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I also could delve into innumerable unsuccessful attempts at organising insecure workers. There sure is a lot to lose. And I certainly don’t claim to have all the answers.

Members are with us for decades, the company shifts their operations to China. Those workers are now unemployed and we totally lose touch with them despite them being in the vulnerable position of being unemployed. Many members particularly in the private sector are in and out of employment all the time on fixed term and casual contracts. How do we keep workers involved when they’re not working? The answer may partly lie in supporting organising the unemployed.

Resourcing beneficiary advocacy capabilities within the movement and involving unemployed workers in wider campaigns for job security and decent employment are ways we can keep our members involved. This in turn could increase the likelihood of members being in an empowered position when they do return to work.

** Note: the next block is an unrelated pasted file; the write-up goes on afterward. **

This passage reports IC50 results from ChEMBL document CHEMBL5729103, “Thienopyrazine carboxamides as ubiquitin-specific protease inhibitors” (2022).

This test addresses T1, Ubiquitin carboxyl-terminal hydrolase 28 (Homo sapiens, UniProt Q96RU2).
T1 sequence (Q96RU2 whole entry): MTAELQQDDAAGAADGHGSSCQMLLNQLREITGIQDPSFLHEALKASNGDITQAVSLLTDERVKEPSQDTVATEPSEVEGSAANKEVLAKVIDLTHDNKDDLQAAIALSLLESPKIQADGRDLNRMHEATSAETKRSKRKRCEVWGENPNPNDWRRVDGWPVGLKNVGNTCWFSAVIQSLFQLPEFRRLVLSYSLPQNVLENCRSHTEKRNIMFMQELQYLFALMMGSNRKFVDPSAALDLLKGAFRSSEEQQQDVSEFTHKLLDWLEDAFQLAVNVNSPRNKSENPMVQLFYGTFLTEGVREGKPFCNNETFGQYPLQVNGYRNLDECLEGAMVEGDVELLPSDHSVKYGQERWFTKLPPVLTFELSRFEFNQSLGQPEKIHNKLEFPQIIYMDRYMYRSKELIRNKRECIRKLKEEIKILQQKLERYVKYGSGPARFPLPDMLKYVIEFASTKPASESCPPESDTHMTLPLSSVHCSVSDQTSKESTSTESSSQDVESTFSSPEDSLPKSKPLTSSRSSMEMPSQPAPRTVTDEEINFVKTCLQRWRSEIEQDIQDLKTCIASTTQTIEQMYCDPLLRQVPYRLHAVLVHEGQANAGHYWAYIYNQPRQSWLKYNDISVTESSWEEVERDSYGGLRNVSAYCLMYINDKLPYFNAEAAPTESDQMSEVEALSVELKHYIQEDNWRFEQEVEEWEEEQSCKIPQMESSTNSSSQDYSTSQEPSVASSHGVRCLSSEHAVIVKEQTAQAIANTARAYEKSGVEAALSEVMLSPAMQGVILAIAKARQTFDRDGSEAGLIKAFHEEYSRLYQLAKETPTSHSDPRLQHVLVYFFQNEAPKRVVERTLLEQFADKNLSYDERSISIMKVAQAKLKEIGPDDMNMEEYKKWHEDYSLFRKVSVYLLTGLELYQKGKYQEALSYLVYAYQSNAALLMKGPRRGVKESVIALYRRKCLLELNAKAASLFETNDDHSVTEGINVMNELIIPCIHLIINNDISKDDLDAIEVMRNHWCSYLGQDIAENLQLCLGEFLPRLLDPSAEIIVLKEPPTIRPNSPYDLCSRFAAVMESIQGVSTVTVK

While these are some initial suggestions if we are to take seriously the results of the CTU report on insecure work in New Zealand then as a movement we need to investigate further the options for organising insecure workers through discussions and strategising at the grassroots level.

I’m making a call for dialogue between organisers from all unions. There are plenty of organisers out there with a ton of experience in what works and doesn’t work. Somehow we’re not sharing these learnings amongst ourselves. If we don’t address this we risk being deemed irrelevant in the eyes of the increasing number of insecure workers.


  1. Well, this makes a lot of sense, and indeed some unions appear to have already worked on this, or been thinking of this, to also at least try and involve beneficiaries (unemployed for various reasons) in union membership and activities.